But Eliaz Cohen, a student of Druckman’s, a poet and a resident of Kfar Etzion, in the West Bank, attended the rally to protest against it. He tried to interrupt Druckman’s speech – an almost unheard of act by a student towards his rabbi. He was removed by force from the rally, and later tells The Jerusalem Report, “I know he opposes what is written in the book. But I could not be silent in the face of the hilul hashem (desecration of God’s name)” – a particularly emotionally-laden term in the religious world.
And other, no less prominent, rabbis boycotted the event. In addition to Meidan, Rabbi Yoel Bin-Nun, one of the veteran founders of the Gush Emunim settler movement, wrote, in an opinion piece on the Ynet website, that he assumed that many of the rabbis who were in attendance at the event had not actually read the book. “But from this moment on,” he wrote, “anyone who rises to defend the right to write such a book, or to engage in such an evil discussion as if it were a discussion of Torah… testifies before heaven and earth that he has no part in the manner in which Rabbi Kook defended the Torah,” referring to the spiritual leader of Gush Emunim.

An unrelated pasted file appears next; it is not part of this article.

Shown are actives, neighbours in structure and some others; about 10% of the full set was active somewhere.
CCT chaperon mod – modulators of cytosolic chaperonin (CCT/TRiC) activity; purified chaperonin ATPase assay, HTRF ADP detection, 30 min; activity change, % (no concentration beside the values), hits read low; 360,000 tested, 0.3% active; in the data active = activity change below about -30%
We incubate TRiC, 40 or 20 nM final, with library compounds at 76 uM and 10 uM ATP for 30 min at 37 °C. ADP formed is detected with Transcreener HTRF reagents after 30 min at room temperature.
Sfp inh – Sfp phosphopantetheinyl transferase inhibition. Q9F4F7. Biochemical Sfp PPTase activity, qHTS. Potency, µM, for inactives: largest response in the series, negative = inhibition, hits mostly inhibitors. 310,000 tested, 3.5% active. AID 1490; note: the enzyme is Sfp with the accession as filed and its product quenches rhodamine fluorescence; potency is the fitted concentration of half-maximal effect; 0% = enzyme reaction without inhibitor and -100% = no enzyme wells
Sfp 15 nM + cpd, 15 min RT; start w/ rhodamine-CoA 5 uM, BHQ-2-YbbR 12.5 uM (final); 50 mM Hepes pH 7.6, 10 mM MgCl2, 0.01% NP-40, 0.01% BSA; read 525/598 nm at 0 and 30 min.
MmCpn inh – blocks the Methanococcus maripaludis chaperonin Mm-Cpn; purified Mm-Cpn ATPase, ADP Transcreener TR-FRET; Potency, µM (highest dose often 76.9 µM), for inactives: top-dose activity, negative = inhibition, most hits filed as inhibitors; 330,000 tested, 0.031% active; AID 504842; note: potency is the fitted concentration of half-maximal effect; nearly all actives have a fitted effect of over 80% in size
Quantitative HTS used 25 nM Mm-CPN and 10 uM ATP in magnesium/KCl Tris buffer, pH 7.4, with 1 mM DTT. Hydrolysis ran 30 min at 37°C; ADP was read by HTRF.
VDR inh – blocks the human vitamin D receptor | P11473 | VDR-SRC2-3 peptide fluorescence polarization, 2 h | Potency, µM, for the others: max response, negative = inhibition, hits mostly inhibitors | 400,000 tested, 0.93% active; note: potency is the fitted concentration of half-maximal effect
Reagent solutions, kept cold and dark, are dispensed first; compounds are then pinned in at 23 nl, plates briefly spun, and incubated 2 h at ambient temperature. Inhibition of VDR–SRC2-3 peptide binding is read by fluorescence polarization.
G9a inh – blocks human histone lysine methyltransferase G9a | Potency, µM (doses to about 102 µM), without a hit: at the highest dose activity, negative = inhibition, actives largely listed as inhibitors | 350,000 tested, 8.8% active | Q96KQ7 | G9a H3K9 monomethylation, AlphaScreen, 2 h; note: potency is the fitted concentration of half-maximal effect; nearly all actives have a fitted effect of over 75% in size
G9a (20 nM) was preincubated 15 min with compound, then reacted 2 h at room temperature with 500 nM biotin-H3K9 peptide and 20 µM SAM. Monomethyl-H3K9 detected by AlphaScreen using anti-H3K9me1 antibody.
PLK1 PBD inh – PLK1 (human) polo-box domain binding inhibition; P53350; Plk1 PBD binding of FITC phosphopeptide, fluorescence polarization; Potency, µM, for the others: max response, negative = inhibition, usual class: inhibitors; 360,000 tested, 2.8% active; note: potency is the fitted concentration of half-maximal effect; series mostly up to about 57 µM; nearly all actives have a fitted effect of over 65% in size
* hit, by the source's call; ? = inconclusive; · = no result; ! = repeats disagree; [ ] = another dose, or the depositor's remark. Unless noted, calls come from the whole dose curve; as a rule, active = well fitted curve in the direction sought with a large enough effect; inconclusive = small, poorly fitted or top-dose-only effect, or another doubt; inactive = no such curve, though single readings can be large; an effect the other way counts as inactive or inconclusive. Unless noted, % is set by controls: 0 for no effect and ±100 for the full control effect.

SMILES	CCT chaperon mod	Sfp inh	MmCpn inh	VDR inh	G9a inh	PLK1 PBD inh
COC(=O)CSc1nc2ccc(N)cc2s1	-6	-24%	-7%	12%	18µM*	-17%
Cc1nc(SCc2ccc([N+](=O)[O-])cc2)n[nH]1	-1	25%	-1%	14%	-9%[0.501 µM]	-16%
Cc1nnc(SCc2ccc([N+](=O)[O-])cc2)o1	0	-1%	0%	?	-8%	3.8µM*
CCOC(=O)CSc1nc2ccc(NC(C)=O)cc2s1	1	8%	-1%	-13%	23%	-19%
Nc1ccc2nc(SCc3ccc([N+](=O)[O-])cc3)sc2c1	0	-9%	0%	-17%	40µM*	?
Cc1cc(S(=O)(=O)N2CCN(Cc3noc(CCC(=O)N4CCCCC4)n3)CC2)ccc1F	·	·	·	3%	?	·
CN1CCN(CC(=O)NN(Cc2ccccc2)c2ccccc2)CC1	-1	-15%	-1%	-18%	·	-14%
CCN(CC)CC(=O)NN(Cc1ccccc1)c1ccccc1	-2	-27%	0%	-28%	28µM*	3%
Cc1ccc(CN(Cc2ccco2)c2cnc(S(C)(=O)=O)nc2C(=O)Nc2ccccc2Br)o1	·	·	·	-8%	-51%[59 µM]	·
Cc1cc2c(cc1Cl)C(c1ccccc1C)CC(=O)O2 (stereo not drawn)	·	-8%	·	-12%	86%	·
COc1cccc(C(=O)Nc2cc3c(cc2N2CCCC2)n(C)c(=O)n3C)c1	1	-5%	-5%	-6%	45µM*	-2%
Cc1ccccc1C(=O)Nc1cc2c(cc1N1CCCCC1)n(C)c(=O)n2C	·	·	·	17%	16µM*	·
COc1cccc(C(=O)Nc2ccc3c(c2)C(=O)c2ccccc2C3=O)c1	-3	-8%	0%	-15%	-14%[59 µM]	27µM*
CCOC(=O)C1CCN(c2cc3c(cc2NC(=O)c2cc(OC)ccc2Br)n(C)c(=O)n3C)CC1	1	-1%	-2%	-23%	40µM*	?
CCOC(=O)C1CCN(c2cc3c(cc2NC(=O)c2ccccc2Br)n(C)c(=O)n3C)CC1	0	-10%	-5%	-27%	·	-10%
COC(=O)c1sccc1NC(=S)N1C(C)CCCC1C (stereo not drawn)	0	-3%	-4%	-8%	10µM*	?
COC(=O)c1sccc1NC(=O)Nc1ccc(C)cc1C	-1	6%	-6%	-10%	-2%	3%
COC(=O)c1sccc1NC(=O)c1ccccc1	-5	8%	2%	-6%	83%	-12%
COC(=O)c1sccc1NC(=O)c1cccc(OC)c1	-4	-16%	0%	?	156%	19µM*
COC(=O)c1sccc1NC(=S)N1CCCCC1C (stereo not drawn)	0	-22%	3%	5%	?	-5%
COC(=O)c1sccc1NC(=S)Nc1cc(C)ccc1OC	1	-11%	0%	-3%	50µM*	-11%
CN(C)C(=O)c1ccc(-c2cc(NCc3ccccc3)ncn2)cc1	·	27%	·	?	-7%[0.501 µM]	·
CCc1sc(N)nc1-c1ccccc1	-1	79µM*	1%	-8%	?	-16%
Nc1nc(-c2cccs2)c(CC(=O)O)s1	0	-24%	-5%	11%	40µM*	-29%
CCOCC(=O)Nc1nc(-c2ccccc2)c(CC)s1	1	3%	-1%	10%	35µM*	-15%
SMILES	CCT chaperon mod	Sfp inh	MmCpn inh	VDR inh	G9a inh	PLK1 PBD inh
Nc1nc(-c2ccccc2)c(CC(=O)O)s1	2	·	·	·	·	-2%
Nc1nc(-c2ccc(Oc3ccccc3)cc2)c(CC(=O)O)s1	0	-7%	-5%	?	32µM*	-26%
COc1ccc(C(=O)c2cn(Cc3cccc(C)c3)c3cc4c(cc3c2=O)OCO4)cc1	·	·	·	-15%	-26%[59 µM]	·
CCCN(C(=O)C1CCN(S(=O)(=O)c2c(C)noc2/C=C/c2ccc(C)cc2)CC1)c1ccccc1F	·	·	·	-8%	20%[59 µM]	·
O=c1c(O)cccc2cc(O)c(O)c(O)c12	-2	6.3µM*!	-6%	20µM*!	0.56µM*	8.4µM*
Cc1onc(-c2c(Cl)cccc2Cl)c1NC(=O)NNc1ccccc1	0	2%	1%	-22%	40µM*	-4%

Of the younger influential rabbis, Beni Lau, nephew of former chief rabbi Israel Meir Lau, leader of a study house devoted to social justice, also tells The Report that the book and the rally should be considered a hilul hashem.
Rabbi Yuval Cherlow, head of the armyaffiliated yeshiva in Petah Tikva and considered one of the most prominent moderate voices of the religious Zionist camp, denounced the meeting in the harshest terms. “Whoever convenes a meeting solely on this topic [the alleged insult to the Torah] and does not, at the same time, completely distance himself from what is written in this book is a sinner,” he tells The Jerusalem Report.